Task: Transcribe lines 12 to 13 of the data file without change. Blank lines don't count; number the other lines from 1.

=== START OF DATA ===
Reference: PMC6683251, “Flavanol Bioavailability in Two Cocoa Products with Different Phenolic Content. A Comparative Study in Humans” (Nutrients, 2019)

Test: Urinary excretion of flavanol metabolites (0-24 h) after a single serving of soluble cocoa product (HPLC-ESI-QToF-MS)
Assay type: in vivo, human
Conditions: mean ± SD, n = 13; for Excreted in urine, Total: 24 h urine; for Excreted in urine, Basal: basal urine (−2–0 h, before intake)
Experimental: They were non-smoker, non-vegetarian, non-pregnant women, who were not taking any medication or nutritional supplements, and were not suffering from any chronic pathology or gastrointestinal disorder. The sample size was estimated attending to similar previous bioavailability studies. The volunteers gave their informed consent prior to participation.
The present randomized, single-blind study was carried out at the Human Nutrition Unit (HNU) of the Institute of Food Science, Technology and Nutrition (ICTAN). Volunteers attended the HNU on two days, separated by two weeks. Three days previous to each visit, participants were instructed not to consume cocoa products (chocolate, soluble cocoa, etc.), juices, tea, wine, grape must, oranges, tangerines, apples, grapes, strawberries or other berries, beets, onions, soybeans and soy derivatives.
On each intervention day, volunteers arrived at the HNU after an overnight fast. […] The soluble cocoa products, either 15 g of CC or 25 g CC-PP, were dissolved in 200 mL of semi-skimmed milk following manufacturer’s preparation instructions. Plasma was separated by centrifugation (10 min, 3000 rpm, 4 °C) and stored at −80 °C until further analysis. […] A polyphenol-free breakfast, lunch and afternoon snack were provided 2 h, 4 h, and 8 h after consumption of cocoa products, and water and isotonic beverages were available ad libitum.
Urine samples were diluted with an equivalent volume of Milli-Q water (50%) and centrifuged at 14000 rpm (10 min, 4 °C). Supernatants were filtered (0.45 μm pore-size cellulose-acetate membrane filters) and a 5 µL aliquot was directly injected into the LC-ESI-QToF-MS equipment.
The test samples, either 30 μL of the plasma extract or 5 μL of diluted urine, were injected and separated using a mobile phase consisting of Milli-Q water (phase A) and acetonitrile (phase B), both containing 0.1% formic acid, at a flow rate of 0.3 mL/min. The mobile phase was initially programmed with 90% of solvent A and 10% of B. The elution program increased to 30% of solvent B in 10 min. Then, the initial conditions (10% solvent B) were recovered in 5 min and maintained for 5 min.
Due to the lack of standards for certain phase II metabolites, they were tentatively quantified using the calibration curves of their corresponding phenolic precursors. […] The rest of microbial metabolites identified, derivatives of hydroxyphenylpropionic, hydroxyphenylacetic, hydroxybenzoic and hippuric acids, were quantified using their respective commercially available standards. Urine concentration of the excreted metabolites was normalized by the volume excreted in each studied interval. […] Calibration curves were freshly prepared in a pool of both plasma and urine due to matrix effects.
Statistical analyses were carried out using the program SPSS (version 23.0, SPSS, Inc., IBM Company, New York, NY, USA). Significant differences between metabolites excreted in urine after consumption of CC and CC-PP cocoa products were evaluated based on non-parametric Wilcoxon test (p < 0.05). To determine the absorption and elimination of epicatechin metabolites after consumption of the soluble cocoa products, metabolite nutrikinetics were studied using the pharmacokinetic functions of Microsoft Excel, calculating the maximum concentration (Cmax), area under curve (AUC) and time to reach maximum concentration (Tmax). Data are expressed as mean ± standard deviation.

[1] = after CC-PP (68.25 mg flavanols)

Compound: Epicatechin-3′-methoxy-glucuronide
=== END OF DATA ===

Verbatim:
[1] = after CC-PP (68.25 mg flavanols)

Compound: Epicatechin-3′-methoxy-glucuronide